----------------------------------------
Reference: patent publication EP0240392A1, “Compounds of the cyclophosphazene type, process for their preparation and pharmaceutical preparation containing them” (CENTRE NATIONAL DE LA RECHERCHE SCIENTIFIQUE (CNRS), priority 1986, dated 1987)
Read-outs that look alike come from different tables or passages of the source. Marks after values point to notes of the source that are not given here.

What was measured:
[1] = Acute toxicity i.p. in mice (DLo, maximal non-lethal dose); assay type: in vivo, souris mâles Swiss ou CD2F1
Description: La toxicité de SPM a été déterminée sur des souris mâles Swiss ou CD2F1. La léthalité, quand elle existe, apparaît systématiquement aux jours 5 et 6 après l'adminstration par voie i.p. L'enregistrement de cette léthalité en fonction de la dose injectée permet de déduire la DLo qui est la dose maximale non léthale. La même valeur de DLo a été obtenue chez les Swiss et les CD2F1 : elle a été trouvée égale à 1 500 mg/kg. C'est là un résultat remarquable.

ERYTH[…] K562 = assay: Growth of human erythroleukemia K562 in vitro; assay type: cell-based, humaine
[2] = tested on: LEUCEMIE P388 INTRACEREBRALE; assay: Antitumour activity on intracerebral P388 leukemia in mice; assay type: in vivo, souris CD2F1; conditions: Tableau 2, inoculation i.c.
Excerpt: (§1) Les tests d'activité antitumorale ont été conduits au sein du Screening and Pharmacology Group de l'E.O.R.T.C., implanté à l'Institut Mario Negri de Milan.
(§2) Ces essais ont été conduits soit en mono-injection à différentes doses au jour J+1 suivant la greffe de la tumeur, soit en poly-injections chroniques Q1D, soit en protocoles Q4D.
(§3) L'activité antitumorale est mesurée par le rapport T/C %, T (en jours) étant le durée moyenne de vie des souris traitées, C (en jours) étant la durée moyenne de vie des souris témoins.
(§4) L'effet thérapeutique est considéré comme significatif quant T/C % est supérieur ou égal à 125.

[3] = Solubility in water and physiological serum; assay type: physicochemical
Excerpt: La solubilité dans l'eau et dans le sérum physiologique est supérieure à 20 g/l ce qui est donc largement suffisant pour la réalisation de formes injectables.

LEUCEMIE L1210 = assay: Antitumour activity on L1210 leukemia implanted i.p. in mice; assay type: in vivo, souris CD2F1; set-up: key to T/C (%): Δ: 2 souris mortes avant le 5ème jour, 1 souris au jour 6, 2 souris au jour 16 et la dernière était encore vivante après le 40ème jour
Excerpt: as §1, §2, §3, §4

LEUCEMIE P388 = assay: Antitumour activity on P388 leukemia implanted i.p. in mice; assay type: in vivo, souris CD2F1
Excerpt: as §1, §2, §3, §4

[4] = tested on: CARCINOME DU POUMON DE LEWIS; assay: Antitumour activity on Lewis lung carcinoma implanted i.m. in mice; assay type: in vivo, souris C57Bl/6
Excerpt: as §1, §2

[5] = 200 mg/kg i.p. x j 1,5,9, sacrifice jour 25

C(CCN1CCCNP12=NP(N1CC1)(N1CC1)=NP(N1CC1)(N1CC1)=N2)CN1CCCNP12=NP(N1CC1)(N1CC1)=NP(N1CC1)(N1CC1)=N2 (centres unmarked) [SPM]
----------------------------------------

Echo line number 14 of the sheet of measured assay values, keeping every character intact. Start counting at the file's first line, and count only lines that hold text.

LEUCEMIE L1210 = assay: Antitumour activity on L1210 leukemia implanted i.p. in mice; assay type: in vivo, souris CD2F1; set-up: key to T/C (%): Δ: 2 souris mortes avant le 5ème jour, 1 souris au jour 6, 2 souris au jour 16 et la dernière était encore vivante après le 40ème jour